groberts wrote:I hope (?) they were badly set-up because otherwise, as previously said, I found them to be dangerous. After using a 'normal' freewheeling bike for years - like most people - it is, I would think, common practice sometimes just to adjust the crank position from time-to-time when not actually pedalling e.g. coasting. Furthermore, the said mechanism made hill starts almost impossible, as it was difficult to position the cranks in such a way to achieve downward pressure to move forwards on the first stroke, if you see what I mean?
Not really. Ideally, stop with the pedal up ready to set off again, but if not, scoot the bike forwards while turning the pedals into the correct position, or in the worst case, left the back wheel and turn the pedals forwards.
It sounds like the coaster brake was functioning normally: mine gave between an eighth and half turn backwards depending on gear before it started to engage, progressively. I think if the lubrication is imperfect (which Shimano's specification is, I think - ask Brucey!) then it can "grab" more aggressively than it should and it sounds like that's what you were suffering.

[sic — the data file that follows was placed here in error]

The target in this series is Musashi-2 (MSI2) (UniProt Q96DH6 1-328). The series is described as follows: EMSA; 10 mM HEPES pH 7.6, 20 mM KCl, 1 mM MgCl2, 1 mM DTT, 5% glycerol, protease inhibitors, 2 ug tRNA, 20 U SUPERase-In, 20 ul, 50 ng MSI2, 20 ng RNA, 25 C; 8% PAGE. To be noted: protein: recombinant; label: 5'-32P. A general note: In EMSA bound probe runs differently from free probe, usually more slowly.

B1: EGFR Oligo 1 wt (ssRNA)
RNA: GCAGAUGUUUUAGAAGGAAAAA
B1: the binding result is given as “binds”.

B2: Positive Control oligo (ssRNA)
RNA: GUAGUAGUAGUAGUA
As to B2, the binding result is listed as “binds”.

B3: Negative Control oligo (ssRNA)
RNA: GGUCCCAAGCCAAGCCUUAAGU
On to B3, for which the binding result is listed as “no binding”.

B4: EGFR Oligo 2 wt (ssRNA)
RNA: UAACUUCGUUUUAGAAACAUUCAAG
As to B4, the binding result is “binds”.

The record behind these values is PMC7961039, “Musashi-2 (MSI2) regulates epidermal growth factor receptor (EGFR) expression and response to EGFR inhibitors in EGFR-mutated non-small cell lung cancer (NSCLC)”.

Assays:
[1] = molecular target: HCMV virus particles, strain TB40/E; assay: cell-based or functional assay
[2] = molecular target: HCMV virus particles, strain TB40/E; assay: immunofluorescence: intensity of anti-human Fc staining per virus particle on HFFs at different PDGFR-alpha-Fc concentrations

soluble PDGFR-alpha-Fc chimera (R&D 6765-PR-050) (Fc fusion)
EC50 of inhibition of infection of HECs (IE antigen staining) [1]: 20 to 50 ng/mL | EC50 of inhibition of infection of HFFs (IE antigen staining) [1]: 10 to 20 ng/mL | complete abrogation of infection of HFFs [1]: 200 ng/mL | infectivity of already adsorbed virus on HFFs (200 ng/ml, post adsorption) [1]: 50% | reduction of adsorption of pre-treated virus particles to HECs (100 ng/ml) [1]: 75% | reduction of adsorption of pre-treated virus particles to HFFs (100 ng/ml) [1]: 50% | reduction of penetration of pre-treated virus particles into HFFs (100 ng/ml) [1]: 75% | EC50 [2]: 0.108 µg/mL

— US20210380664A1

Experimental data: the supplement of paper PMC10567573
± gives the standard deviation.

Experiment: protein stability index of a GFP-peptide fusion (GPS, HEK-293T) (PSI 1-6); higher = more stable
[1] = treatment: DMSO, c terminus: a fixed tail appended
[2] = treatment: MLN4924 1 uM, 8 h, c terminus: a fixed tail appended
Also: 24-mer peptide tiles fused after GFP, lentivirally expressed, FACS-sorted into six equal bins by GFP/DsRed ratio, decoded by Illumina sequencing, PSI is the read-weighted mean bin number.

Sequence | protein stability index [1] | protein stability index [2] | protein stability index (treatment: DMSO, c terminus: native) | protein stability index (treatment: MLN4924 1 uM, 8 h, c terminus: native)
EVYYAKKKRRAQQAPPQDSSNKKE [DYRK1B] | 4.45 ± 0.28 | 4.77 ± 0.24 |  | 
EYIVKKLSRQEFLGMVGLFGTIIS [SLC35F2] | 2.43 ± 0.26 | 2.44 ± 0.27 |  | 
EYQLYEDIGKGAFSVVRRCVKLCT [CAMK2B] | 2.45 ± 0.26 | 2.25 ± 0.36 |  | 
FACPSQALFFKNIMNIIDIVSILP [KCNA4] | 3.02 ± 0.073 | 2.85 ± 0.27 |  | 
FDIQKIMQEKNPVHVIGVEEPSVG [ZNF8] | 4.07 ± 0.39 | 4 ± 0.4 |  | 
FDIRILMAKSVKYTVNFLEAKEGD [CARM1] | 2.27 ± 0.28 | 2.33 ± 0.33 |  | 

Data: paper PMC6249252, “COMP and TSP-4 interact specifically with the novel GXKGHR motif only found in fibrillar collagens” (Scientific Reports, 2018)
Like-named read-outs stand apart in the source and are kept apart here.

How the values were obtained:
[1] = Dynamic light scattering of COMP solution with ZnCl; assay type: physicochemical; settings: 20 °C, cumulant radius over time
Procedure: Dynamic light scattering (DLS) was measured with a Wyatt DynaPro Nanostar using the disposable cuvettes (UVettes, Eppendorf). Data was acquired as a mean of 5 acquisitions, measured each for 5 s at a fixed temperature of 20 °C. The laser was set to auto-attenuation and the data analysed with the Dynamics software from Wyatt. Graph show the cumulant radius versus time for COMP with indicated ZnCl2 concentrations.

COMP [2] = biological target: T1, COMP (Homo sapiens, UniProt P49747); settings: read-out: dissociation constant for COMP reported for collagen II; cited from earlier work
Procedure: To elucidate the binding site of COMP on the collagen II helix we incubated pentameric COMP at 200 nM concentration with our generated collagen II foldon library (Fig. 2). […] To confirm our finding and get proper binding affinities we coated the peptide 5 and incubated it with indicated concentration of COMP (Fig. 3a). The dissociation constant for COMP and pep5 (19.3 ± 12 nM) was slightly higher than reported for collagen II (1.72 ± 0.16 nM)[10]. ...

It's not really the coaster brake that's dangerous IMO. It's the bad habits of backpedalling to adjust crank position (pedal forwards! It's kinder to the chain) and of lifting pedals while stopped (taught by Bikeability IIRC) which are dangerous, especially when you ride many different styles of bike. OTTOMH, both the very common coaster brakes and the less common kickback gear shifts will surprise you often if you're in the habit of backpedalling.
I find it worrying / baffling that this mechanism is so widely used and bizarre that it might be a response to those (surely only a few) that might have problems with brake levers - using disc brakes and / or various ways of enhancing the pull with mechanical or pneumatically assisted brakes is surely a better option. As a matter of interest, I presume the brake effect is in the lower power mechanism and works by reversing the electric assistance?
I think it's widely used because it's so simple and means one less lever and cable run to maintain. It is also very cool to be able to brake with no hands.
The brake effect comes from the backpedalling pushing out brake shoes inside the hub so they press against part of the hub shell, so it's a type of drum brake, but it's stopping a lot less weight than a motor vehicle so it's pretty effective.
Just to make matters worse I found the Shimano Nexus 8-speed hub gears also worked poorly, [...]
I think I've read that the higher-numbered hub gears (8 and 11 speeds) are rather sensitive to cable adjustment, which is less than ideal for a hire bike where you don't know who's fiddled with what and the shop probably doesn't give it long enough test rides to spot problems developing, while the 7s and Rohloff's 14 are more robust.